NASA scientists have developed a metallic space fabric that appears like a fusion of metallic tiles and chain mail and could be used to make spacesuits for astronauts. According to NASA, this new material could also help scientists create a shield to protect spacecraft from meteorites.

The prototype of the space fabric has been developed by a team of NASA scientists led by Raul Polit-Casillas, a systems engineer at NASA’s Jet Propulsion Laboratory in Pasadena, California.

Properties of space fabric

According to NASA, this fabric has been “printed” in one piece using advanced 3-D printing techniques.

The main features of this material are its tensile strength, passive heat management, reflectivity, and foldability. The fabric, having tiny silver squares joined, can reflect and absorb light from its opposite sides. It can be folded in a variety of ways and can attain different shapes.

Researchers believe this property of the material could allow its use in making big antennas and other deployable devices that would change shape quickly. Scientists are also optimistic about its potential use in icy moons like Jupiter’s Europa to insulate the spacecraft, and to create flexible foot pads for landers and rovers to provide them firm footing on uneven terrain without melting the ice under their “feet.”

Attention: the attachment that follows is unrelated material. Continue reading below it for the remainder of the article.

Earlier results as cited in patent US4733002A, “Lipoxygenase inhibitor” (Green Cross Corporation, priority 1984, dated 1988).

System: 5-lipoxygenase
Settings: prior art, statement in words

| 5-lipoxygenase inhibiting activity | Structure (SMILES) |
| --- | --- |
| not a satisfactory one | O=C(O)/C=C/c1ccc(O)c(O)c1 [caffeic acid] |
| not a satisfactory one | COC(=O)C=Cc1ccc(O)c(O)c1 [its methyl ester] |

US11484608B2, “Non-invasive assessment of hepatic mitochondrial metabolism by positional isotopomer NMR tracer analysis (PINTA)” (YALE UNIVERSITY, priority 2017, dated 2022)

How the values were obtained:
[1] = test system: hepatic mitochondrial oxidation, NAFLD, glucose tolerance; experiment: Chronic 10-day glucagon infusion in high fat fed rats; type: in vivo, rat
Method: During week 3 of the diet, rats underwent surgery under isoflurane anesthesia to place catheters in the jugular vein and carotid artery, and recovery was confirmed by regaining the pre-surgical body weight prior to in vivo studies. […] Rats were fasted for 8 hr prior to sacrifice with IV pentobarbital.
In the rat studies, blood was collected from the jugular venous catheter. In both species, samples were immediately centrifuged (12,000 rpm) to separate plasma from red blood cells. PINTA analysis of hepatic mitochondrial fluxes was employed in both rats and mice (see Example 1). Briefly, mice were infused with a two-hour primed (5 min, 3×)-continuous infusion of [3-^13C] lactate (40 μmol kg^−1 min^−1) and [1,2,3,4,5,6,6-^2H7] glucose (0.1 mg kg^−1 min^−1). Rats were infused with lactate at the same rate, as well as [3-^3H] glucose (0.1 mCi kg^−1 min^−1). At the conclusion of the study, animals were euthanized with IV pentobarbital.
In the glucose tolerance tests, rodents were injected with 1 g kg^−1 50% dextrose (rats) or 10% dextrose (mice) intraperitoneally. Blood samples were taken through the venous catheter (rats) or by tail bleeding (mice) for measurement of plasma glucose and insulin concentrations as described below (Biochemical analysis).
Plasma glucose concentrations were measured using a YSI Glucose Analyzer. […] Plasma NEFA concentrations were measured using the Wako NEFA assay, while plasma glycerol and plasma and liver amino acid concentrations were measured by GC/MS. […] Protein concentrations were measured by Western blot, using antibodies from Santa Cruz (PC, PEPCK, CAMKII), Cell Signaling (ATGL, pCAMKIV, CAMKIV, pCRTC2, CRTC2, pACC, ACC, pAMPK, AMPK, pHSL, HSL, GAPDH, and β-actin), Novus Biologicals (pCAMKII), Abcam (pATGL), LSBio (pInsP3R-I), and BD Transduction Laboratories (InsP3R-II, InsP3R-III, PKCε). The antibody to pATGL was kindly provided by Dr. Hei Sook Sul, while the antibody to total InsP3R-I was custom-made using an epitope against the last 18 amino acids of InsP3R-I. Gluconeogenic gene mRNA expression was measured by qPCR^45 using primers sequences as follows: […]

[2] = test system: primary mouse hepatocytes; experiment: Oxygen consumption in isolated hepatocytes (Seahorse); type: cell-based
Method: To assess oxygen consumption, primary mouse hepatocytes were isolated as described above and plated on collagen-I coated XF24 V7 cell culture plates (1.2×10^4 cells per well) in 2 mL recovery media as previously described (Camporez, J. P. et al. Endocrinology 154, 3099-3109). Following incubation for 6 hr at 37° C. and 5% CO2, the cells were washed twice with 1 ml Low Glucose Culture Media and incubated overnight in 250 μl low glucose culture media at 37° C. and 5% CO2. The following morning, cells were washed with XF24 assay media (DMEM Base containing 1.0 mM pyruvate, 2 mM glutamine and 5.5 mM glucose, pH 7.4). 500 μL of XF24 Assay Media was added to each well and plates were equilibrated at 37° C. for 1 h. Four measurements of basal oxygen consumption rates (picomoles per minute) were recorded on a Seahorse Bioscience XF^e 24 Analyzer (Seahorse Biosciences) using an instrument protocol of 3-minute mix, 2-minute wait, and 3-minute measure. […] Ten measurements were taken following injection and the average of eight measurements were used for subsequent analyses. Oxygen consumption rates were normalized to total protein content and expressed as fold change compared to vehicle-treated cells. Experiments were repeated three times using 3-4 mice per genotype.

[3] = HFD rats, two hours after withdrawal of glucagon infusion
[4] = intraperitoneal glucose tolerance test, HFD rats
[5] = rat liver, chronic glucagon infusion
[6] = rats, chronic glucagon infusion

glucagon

Space fabric would be created using 3-D printing techniques

According to researchers, creating such fabrics would require 3-D printing or additive manufacturing on a large scale.

With additive manufacturing, the desired object can be created by depositing material like molten polymers or metallic powders in layers using precisely controlled electron beams or lasers. This method not only helps in reducing costs and speeding up prototyping but also allows creating designs that are nearly impossible to make using conventional methods.

Polit-Casillas prefers calling space fabric manufacturing technique as ‘4-D printing’ as it allows printing the geometry as well as the functions directly into the fabric. This technique also enables scientists to produce organic, non-linear shapes at low costs. Now, the JPL team is not only thinking about using these fabrics in space but also wants technology to manufacture the fabric in space.

Polit Casillas believes astronauts in the distant future would be able to print materials in space as needed. They would even recycle old materials for reuse. Likewise, the design-based thinking of future would revolutionize the engineering and design of spacecraft of the future. Probably, it would also be possible to create future spacecraft using 3-D printing technology and equipping them with added functionality as well.